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Alzheimer's Cafe for people with and affected by dementia

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VOL: 102, ISSUE: 15, PAGE NO: 29

Matthew V. Morrissey, MSc, MBATh, PGCE, BSc, RN, DipHigherEd, is senior lecturer (mental health) Canterbury Christ Church University, Canterbury

Caring for older people can be seen as a burden and a drain on resources. Many believe that older people's care has never been truly valued by medicine, as illustrated by attitudes toward geriatric medicine that consider it to be 'a second-rate specialty, looking after third-rate patients, in fourth-rate facilities' (BMA,1986). Dementia care, at the end of this spectrum, is often viewed even more negatively. However, there are some interventions like the Alzheimer's cafe that can contribute significantly to supporting people with dementia, their carers, partners and relatives.

Caring for older people can be seen as a burden and a drain on resources. Many believe that older people's care has never been truly valued by medicine, as illustrated by attitudes toward geriatric medicine that consider it to be 'a second-rate specialty, looking after third-rate patients, in fourth-rate facilities' (BMA,1986). Dementia care, at the end of this spectrum, is often viewed even more negatively. However, there are some interventions like the Alzheimer's cafe that can contribute significantly to supporting people with dementia, their carers, partners and relatives.

Dementia care
Worldwide there are millions with and affected by Alzheimer's disease and many of them also have depression (Reskind, 2003). Alzheimer's is an incurable disease where changes in brain nerve cells result in brain degeneration and brain death. The destruction of these cells gives rise to serious mental deterioration, mental health problems, behavioural problems, dementia and death.

The person with dementia, their partner and their family need to be well supported. The recognition and admission of mental suffering can make life liveable again (Miesen, 2000) and allow people to focus on getting on with living (Sheard, 2004).

Discussing emotional trauma is a central part of care and can help individuals value and make sense of their lives with dementia (Bender et al, 2005; Morrissey and Coakley, 1999). By understanding, working with and supporting people the other side of dementia care, which is often about relationships, can be seen (Sheard, 2004).

To engage people who have dementia fully in learning how to live with and cope with the physical, psychological, emotional, social, practical, financial and spiritual issues of the disease, interventions need to start in its early stages.

There is a lot to be learnt about dementia not just as a medical condition but also as a lived experience. Unfortunately, much of the literature continues to focus on medical rather than psychosocial interventions (Jones and Miesen, 1993).

In contrast there is growing concern from carers and professionals that dementia care needs to be redefined to provide appropriate care, education and support. An Alzheimer's cafe is an informal approach that has been gaining interest and momentum (Redwood, 2001).

Alzheimer's cafe
The Alzheimer's cafe is mainly based on the work of Dr Bere Miesen, a clinical old age psychologist at the specialist research centre for old age psychiatry in Marienhaven, the Netherlands. The first Alzheimer's cafe opened its doors on 15 September 1997.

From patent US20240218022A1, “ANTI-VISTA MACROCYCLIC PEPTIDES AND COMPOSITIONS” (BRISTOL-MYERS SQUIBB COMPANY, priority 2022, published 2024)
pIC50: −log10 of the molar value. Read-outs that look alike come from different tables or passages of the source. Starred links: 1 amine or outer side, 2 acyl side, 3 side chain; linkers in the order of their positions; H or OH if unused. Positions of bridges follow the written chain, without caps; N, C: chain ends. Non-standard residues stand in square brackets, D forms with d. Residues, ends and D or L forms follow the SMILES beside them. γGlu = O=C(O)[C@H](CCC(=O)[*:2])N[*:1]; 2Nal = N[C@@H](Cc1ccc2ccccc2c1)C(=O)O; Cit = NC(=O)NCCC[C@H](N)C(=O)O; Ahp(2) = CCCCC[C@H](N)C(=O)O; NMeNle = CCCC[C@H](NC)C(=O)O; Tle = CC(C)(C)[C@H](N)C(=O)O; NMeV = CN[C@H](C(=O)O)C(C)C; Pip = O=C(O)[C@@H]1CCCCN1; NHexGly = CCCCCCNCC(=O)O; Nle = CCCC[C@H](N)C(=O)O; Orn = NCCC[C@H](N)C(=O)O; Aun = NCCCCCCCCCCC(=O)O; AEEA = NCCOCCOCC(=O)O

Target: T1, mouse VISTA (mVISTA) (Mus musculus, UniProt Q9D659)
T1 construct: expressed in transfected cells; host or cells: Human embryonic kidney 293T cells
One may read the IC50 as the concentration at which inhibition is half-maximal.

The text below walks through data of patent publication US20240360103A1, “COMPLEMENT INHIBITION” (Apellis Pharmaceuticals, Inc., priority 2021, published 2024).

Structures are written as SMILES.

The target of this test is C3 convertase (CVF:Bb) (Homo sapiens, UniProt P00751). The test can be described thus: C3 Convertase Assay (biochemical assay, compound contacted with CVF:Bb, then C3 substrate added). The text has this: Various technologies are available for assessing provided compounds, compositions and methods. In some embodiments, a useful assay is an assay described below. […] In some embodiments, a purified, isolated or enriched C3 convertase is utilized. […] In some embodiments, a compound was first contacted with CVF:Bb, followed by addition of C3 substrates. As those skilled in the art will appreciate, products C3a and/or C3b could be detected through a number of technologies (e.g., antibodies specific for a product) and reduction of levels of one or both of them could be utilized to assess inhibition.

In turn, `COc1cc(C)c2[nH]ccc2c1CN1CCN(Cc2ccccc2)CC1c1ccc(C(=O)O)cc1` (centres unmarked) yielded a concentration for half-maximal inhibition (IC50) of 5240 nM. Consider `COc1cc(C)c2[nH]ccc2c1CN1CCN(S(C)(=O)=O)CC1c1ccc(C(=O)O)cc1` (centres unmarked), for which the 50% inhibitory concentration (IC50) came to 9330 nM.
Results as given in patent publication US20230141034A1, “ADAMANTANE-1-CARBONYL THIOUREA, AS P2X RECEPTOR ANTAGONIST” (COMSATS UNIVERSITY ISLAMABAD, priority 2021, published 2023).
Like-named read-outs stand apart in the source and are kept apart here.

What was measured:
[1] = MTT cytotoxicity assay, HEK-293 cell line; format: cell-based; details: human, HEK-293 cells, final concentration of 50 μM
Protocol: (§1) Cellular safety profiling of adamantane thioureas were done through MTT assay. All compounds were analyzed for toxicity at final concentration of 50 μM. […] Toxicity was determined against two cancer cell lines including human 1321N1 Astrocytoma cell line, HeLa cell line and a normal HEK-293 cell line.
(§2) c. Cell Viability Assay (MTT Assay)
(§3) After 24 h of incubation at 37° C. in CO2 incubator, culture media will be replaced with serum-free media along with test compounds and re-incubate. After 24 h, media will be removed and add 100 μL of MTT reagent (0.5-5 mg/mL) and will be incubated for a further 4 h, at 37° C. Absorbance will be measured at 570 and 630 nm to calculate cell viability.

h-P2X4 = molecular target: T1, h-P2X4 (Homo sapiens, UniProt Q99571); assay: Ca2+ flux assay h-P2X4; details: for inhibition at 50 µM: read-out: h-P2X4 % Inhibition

In his contact with people with dementia and their families, Miesen had noticed that talking about the illness, even between partners, was often taboo. He was not alone in this observation.

Mapes (2004) also noted that making dementia a subject that can be openly discussed and providing information about the condition and its consequences plays a very important part in developing acceptance of the illness. Miesen thought it would be a good idea if all those involved could meet each other in a 'relaxed forum to exchange experiences and to talk about dementia'. This is the basic theory behind Alzheimer's cafes and more than 60 now exist in the Netherlands. The first Alzheimer's cafe in the UK in Farnborough, Hampshire, has been running for several years.

The Alzheimer's cafe concept is about acknowledging the condition and providing space to express emotions and discuss practical difficulties involved in living with this chronic and long-term illness (Box 1, p30) (Jones and Miesen, 2004).

Persons with dementia are the focal point of the cafe talks and they are included in discussions in the presence of family members, friends and others. Groups have been started for couples using an adapted version of the cafe (Sheard, 2004).

It is of prime importance that visitors talk to each other informally and without interruption, exchanging experiences or informally consulting carers or specialists. It is suggested that the relaxed atmosphere of a cafe set-up breaks down taboos and gives people the important feelings of belonging, acceptance, acknowledgement and recognition (Jones and Miesen, 2004). Meetings are generally planned on a fixed day.

Evaluating the cafe
This is a personal reflective account of an Alzheimer's cafe experience based on the Gibbs reflective cycle (Fig 1) (Gibbs, 1988).

Originally eight couples took part in an eight-month programme for newly diagnosed individuals and their partners. There were eight sessions once a month devised primarily by a clinical psychologist, an Admiral nurse, a nurse and a doctor.

From the start it was clear that people needed to talk and the experienced and skilled staff were receptive and open to engaging with the issues that were raised.

An Alzheimer's cafe should be about providing a safe space where people are comfortable to talk. For staff, their focus is on using listening, relationship, facilitator and people skills.

Feelings and evaluation
Walking into the room I initially found it remarkable that half the people had early stage dementia. I did not know who the person with dementia was and who the partner was.

Like everyone else, I was intrigued and wanted to get to know each person. I felt a mixture of emotions, sad for the individuals initially but the group educated me about integrity, the need to share, kindness, having fun and maintaining courage in the face of adversity. Often the individuals with dementia were the ones who were reaching out to help me understand.